Home India 2009 Value added services in rural India

Value added services in rural India

by david.nunes
Author's PictureIssue:India 2009
Article no.:7
Topic:Value added services in rural India
Author:Manoranjan Mohapatra
Organisation:Bharti Telesoft
PDF size:268KB

About author

Manoranjan Mohapatra is the CEO of Bharti Telesoft. Prior to joining Bharti Telesoft, Mr Mohapatra was President and COO of Aricent. At Aricent, Mr Mohapatra led teams in the areas of R&D, product management, operations, and sales and marketing, building his hands-on experience and in-depth knowledge of the software and communications industries. Mr Mohapatra began his career at Aricent at the Center for Development of Telematics (CDOT), where he made significant contributions to research and development in telecom switching. Manoranjan Mohapatra holds a Bachelors degree in Electronics and Electrical Engineering from the Birla Institute of Technology and Science, Pilani.

Article abstract

Mobile networks are growing, and ultra low cost handsets and electronic micro-recharge services to pay for minutes makes it increasingly easy for those at the bottom of the socio-economic pyramid to afford mobile service. Soon, 60 per cent of India’s expected 650 million subscribers will be rural. Value added services using Interactive voice response (IVR) technology lets largely illiterate populations access vital economic, money transfer, educational, health, government and entertainment services using the languages and dialects prevalent in different rural regions.

Full Article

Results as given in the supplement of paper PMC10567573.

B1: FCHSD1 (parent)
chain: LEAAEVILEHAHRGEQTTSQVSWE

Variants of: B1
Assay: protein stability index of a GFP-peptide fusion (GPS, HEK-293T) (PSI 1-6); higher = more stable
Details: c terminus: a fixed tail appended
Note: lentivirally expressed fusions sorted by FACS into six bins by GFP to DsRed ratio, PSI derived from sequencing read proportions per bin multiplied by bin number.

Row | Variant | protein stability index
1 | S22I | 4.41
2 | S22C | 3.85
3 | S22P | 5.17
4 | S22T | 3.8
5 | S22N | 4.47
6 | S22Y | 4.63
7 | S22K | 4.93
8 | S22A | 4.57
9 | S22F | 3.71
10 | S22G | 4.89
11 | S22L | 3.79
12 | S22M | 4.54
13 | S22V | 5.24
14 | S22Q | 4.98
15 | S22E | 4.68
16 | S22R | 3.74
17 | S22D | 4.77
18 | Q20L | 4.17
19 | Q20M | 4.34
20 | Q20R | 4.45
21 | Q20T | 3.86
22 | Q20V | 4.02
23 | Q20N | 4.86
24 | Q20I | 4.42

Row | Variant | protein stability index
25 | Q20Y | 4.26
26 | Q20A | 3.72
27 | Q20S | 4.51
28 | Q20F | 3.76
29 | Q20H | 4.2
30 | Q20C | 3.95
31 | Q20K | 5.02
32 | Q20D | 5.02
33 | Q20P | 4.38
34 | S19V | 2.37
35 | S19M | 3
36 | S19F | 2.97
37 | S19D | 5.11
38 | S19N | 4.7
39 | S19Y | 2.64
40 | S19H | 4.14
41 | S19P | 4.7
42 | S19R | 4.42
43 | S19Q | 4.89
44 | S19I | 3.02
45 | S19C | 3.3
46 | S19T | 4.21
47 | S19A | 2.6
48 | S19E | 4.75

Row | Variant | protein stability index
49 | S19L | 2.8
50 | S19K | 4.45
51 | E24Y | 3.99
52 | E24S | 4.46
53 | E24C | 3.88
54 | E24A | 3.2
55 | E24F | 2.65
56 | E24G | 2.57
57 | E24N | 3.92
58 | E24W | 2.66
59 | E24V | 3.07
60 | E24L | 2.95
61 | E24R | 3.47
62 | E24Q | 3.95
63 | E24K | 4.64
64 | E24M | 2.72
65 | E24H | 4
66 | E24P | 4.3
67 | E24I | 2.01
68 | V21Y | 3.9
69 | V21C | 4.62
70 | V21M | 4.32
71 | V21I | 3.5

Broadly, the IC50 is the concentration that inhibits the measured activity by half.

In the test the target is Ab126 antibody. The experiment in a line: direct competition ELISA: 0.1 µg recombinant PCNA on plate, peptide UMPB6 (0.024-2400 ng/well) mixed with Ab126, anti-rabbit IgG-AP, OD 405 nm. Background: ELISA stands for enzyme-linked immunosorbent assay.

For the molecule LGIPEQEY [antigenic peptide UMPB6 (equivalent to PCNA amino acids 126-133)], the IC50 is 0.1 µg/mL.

As urban markets become increasingly saturated and as mobile telecommunications transcend technologies, standards, operators and operational zones, the largely untapped rural markets for Value Added Services (VAS) can no longer be ignored. Indeed, the proportion of new mobile subscribers from rural areas indicates the importance of this market segment to sustained mobile growth in India. In the first nine months of 2008, the four largest metropolitan areas together added 10.3 million subscribers, while the rural areas added more than 11.3 million. Of the next 250 million mobile subscribers in the country, approximately 100 million will be from rural areas, and this will drive the growth of rural VAS. By 2012, 60 per cent or close to 400 million of India’s projected 650 million total mobile subscriber base, will be rural subscribers. What is more, access to mobile communications has a major impact on economic well-being and growth. For every one per cent increase in teledensity, GDP grows by 0.6 per cent (ITU). The challenge is to adapt VAS to provide services that positively impact the lives of rural and ‘base of the pyramid’ (BOP) segments by enhancing their livelihoods and enriching their lives. The first hurdle that needs to be addressed in extending VAS to rural segments is access to mobile communications. As mobile networks are rolled out to an increasing number of villages and small towns, the infrastructure issue is being addressed. The development and distribution of ultra low cost handsets is also a prerequisite for greater penetration of BOP segments – again, such phones are now widely available, though still beyond the means of many individuals. One way in which ownership of a mobile identity can be hastened is via a virtual phone – where a few people, each having their own mobile number, but not requiring their own SIM, can share the use of one physical phone. Once individuals have access to a mobile phone service, the issue of payment for such services arises. Critical in supporting uptake of mobile usage is provision of micro-recharge services, such as electronic recharge- a pre-paid top-up service that enables low-income mobile users to recharge their accounts using very small denominations. Experience from rapidly expanding markets indicates that an electronic pre-paid recharge service can enhance the uptake of mobile phone subscription- generating increased revenues for operators. Equally important is the fact that operators are able to expand services profitably. Without the costs of printing vouchers, storage, transportation, potential loss, expiry or fraud, operators significantly reduce their overheads in the delivery of pre-paid top-up. Electronic recharge also opens the way for individuals to become entrepreneurs, or to supplement income from their existing profession. As an example, with mobile recharge, all that a person requires to be able to act as a top-up agent is a mobile phone. An agent, who could be a cobbler or a kiosk owner, receives a commission for every top-up performed, providing a valuable service to the community and generating additional income for themselves. Given the literacy levels in many rural communities, access to VAS using a voice interface is critical. Interactive voice response (IVR) technology enables services to be accessed using languages and dialects prevalent in different rural regions. With IVR based interfaces in place, rural communities can access a whole range of information and entertainment services, as well as carry out fundamental micro-recharge operations. Information services can range from the provision of farming and irrigation related information for an agriculturally dominant region to train freight charges to wholesale market prices for grain. One of the most commonly cited reasons for farmers not getting a fair price for their crops is their ignorance of the prices at which their produce is eventually sold at Mandis (agricultural produce markets) and wholesale markets. Information provided real-time as a VAS helps farmers optimize their returns. Given the challenges of providing health care in rural areas, health information via the mobile phone delivers practical advice to people without immediate access to a doctor or hospital. Economic development and well-being, and the provision of financial services in rural areas are issues that require greater focus. Currently, rural communities tend to rely on informal channels to carry out transactions, such as allowing a trusted third party to make payments of monies or carrying funds from one village to another location. Traditional banking models, which rely on a physical presence, cannot be profitable in a rural model, where population density is low. A mobile banking offering enables operators and banks to work together to deliver secure regulatory-compliant financial services to the unbanked; mobile banking offers a model that is profitable for the service providers and affordable for the rural segments. Whilst the rural segment will benefit from practical information and financial services, the need for entertainment also exists. The mobile can be used to listen to songs downloaded to the phone by following voice prompts, whether popular Bollywood movie songs, regional language songs, or folk music. The popularity of ring back tones among this segment shows that where a value is perceived, rural and low-income segments will pay for that service. Some of the major VAS products already in the rural market are: • Reuters Market Light (RML) – Reuters has dispenseds comprehensive agriculture-related information on a pilot basis in Maharashtra since April 2007; • IFFCO Kisan Sanchar Limited – a joint venture between Bharti Airtel and IFFCO to provide rural-specific telecom services to rural households; is set to expand rural coverage from 3.2 lakh to 5 lakh villages by 2010; • Soochna Se Samadhan – by One World Network in collaboration with Reliance Mobile since 2006; • Mandi on Mobile service – by the state-run BSNL in Uttar Pradesh; • Fisher Friend project – a pilot project launched in Tamil Nadu and Pondicherry aimed at the fishing community; and • LifeTools – by Nokia, a package providing agricultural information and educational services, slated to be commercially launched in 2009.